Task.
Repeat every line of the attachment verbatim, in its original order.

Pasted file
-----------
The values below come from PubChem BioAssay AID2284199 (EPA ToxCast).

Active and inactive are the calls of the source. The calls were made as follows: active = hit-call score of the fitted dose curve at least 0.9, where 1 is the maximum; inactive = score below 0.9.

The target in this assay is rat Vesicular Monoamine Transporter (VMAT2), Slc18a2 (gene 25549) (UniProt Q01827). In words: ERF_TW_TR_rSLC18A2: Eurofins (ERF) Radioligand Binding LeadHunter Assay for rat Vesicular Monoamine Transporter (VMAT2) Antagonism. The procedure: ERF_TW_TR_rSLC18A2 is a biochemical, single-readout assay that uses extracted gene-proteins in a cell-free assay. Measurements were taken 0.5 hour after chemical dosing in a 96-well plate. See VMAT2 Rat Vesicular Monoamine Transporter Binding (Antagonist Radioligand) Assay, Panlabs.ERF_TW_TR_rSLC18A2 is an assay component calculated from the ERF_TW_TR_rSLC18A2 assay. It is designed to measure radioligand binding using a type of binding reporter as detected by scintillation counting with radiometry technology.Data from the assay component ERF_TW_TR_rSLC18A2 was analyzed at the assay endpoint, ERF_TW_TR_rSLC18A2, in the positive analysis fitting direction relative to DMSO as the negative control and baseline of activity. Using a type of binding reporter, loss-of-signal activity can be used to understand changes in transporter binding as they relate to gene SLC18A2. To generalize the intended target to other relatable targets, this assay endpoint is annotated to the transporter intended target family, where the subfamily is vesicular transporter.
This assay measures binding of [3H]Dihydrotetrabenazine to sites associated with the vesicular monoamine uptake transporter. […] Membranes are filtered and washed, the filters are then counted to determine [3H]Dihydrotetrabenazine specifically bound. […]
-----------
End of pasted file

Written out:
The values below come from PubChem BioAssay AID2284199 (EPA ToxCast).

Active and inactive are the calls of the source. The calls were made as follows: active = hit-call score of the fitted dose curve at least 0.9, where 1 is the maximum; inactive = score below 0.9.

The target in this assay is rat Vesicular Monoamine Transporter (VMAT2), Slc18a2 (gene 25549) (UniProt Q01827). In words: ERF_TW_TR_rSLC18A2: Eurofins (ERF) Radioligand Binding LeadHunter Assay for rat Vesicular Monoamine Transporter (VMAT2) Antagonism. The procedure: ERF_TW_TR_rSLC18A2 is a biochemical, single-readout assay that uses extracted gene-proteins in a cell-free assay. Measurements were taken 0.5 hour after chemical dosing in a 96-well plate. See VMAT2 Rat Vesicular Monoamine Transporter Binding (Antagonist Radioligand) Assay, Panlabs.ERF_TW_TR_rSLC18A2 is an assay component calculated from the ERF_TW_TR_rSLC18A2 assay. It is designed to measure radioligand binding using a type of binding reporter as detected by scintillation counting with radiometry technology.Data from the assay component ERF_TW_TR_rSLC18A2 was analyzed at the assay endpoint, ERF_TW_TR_rSLC18A2, in the positive analysis fitting direction relative to DMSO as the negative control and baseline of activity. Using a type of binding reporter, loss-of-signal activity can be used to understand changes in transporter binding as they relate to gene SLC18A2. To generalize the intended target to other relatable targets, this assay endpoint is annotated to the transporter intended target family, where the subfamily is vesicular transporter.
This assay measures binding of [3H]Dihydrotetrabenazine to sites associated with the vesicular monoamine uptake transporter. […] Membranes are filtered and washed, the filters are then counted to determine [3H]Dihydrotetrabenazine specifically bound. […]